Established by Shri Madhwacharya—the popular Vaishnavite saint, in the 13th century, The Krishna Mathai holds high religious significance and is visited by devotees from all across the world. Shri Madhwacharya had supposedly found the statue of Lord Krishna in a big ball of gopichandana. He is also attributed to laying the foundation of the Dvaita school of Vedanta. The idol of Krishna and all the other deities are placed Pashimabhimukha, or facing the western side. The other idols in the Ashta mutts are equally important and are much revered by the locals and tourists alike.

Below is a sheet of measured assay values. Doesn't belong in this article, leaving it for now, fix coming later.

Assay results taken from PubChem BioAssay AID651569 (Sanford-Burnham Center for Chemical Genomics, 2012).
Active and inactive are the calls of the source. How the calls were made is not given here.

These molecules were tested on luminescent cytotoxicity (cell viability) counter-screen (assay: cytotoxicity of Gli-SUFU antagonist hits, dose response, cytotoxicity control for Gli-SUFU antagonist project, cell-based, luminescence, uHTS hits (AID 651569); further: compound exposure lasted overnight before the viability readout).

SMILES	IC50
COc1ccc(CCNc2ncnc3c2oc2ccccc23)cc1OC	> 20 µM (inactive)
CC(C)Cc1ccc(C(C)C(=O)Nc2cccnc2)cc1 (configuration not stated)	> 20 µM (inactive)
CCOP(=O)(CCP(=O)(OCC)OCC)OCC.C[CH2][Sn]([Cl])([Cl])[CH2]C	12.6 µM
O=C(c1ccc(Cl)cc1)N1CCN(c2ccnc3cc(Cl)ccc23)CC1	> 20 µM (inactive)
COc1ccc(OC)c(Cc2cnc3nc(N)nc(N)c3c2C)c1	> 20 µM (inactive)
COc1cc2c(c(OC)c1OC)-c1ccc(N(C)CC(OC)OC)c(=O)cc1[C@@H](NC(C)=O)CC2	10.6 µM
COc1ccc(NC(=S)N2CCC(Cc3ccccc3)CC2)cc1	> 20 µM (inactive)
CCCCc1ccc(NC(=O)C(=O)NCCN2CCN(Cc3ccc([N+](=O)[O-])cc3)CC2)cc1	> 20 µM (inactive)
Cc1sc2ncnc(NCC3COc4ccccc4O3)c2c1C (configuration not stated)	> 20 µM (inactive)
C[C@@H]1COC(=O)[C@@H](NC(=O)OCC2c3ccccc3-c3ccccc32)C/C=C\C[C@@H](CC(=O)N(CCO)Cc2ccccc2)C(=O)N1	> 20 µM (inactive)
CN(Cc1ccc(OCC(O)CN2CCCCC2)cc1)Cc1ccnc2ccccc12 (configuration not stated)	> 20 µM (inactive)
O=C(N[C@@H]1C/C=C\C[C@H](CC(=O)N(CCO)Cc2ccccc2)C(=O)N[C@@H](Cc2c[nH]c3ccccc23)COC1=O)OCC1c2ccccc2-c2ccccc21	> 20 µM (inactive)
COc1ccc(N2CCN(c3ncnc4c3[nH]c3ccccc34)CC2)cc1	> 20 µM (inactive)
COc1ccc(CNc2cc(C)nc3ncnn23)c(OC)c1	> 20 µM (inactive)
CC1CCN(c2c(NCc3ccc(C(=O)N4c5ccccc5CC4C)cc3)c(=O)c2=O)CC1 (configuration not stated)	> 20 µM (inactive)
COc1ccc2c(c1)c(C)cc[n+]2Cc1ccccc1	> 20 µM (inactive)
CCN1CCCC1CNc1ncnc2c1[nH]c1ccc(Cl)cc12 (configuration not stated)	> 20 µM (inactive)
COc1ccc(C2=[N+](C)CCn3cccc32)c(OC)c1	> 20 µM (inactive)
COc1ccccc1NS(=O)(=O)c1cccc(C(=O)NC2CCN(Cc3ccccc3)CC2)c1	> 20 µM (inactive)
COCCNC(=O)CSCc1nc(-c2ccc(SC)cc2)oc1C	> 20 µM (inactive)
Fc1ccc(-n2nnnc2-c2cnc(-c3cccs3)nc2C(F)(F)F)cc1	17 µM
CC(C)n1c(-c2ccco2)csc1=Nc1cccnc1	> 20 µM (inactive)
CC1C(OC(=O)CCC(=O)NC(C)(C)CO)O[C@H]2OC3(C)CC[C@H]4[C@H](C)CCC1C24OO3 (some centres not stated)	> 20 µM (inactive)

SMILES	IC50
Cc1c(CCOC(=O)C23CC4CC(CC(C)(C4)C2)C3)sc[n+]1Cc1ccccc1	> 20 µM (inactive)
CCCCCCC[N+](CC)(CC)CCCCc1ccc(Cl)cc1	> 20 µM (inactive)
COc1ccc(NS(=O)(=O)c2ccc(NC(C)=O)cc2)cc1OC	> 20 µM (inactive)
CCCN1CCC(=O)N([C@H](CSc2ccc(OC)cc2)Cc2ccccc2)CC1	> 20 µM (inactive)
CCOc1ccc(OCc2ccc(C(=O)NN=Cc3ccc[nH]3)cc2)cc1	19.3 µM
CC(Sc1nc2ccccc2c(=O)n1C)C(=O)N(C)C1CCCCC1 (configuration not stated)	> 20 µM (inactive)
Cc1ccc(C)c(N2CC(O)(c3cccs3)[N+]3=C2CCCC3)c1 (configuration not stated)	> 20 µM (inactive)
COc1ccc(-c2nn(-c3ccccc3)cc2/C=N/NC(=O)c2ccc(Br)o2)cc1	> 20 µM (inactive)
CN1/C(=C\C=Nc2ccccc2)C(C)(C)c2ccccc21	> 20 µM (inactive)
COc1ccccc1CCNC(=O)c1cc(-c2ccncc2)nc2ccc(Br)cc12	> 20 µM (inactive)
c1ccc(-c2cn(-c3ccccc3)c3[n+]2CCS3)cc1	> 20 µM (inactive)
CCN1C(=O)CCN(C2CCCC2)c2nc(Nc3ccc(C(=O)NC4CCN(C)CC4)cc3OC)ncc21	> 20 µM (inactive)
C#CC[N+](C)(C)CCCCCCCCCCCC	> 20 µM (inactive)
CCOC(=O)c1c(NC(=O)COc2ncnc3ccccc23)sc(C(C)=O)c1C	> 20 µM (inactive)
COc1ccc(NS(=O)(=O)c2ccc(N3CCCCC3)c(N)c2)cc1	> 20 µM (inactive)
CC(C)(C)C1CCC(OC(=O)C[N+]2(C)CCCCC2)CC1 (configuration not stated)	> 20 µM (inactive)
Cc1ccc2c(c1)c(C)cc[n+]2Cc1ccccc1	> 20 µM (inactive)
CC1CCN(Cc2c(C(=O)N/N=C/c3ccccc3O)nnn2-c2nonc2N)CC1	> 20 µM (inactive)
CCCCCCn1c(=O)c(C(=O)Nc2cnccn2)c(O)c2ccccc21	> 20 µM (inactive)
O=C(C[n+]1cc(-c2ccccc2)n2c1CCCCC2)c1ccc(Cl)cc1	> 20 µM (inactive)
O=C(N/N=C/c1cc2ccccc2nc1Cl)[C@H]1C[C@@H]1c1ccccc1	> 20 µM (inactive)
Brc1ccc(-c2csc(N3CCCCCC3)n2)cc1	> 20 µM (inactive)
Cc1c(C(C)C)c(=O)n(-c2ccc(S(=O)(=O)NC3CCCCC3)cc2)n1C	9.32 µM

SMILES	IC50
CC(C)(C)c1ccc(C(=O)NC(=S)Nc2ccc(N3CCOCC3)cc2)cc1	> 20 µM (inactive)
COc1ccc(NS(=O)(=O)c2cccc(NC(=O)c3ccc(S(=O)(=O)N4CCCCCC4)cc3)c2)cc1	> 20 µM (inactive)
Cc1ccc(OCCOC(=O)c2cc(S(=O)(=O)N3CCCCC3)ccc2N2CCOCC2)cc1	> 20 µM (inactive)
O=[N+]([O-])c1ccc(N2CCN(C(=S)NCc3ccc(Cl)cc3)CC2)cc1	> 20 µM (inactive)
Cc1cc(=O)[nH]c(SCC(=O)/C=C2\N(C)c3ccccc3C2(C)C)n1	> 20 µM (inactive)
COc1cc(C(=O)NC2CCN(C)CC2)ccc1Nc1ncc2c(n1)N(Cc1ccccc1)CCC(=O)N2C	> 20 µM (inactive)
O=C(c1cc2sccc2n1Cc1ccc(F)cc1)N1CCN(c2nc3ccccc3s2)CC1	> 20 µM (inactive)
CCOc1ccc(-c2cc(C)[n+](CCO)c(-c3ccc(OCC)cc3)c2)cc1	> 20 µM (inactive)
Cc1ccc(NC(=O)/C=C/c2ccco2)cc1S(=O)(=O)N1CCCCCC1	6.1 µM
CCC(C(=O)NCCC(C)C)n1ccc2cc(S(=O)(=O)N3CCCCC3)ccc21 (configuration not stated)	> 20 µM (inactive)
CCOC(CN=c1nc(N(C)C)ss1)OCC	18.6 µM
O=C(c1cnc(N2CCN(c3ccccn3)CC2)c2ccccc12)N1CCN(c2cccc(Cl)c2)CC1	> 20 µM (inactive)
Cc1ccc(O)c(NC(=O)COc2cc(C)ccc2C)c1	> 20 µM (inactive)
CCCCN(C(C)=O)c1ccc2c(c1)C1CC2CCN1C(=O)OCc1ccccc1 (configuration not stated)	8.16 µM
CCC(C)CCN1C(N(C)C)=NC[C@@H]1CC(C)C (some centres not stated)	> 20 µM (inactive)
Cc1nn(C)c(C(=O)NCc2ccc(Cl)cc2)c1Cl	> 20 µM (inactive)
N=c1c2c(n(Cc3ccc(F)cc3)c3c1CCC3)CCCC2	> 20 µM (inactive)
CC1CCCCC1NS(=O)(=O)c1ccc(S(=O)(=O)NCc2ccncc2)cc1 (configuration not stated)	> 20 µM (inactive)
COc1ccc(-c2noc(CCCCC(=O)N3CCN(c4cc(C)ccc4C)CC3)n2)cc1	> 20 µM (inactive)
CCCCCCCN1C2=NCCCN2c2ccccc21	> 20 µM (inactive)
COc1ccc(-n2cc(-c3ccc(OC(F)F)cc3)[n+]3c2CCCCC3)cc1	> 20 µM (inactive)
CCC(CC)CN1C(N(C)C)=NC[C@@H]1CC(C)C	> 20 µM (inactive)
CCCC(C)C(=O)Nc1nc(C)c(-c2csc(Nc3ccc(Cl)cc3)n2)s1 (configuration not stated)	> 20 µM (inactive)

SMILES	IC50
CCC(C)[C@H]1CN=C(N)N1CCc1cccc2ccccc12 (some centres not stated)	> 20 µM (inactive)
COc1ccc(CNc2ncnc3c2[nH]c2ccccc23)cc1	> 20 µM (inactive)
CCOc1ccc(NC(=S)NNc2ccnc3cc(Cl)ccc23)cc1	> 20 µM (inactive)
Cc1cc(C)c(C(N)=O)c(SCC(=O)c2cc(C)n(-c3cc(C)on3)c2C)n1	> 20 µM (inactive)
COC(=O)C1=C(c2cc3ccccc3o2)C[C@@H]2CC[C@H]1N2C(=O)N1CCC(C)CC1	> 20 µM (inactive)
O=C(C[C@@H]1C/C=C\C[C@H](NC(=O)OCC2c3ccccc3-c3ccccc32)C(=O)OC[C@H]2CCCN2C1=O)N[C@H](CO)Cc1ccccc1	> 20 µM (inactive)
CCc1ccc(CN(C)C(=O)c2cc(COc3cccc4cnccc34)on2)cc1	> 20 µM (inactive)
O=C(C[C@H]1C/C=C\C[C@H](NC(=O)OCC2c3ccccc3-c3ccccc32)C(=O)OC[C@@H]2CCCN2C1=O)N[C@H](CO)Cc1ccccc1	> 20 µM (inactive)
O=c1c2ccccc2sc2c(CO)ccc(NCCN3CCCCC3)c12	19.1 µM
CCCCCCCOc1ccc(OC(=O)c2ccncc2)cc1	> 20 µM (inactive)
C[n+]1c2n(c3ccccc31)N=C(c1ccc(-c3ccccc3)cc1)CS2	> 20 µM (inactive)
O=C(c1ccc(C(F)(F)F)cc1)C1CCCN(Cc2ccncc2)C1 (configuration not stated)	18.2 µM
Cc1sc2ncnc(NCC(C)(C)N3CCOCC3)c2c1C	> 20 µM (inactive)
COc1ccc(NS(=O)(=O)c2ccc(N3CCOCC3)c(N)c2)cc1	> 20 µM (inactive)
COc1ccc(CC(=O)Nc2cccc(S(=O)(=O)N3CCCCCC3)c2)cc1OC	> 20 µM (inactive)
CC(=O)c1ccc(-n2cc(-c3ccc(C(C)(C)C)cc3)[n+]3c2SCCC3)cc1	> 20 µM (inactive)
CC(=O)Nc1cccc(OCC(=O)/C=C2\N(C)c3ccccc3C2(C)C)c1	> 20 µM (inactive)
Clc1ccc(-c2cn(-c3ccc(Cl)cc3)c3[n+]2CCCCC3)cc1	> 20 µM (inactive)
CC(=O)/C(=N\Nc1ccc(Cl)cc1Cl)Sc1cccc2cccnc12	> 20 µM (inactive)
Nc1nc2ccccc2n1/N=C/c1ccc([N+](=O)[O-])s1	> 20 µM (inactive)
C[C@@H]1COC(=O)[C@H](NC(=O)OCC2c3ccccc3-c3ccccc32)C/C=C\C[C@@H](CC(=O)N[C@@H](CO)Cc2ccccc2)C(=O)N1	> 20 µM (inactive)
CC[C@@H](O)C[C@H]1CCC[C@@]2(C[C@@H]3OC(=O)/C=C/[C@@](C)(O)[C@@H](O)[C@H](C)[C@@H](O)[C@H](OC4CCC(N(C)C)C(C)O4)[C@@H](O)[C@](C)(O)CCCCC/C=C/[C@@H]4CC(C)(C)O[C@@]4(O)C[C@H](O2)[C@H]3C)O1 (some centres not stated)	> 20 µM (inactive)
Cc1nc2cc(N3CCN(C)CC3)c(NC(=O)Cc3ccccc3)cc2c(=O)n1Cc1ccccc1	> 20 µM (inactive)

As per folklores, Kanakadasa, a devotee of Lord Krishna, was residing in a hermitage located close to Krishna’s mutt. It is said that as a result of a massive earthquake, the outer walls of the temple were cracked; so as to reveal the face of the idol to Kanakadasa. Until today, devotees seek darshana of the Lord’s idol through the same opening from which he would witness the prayers and rituals from outside. This window is called the Kanakanakhindi.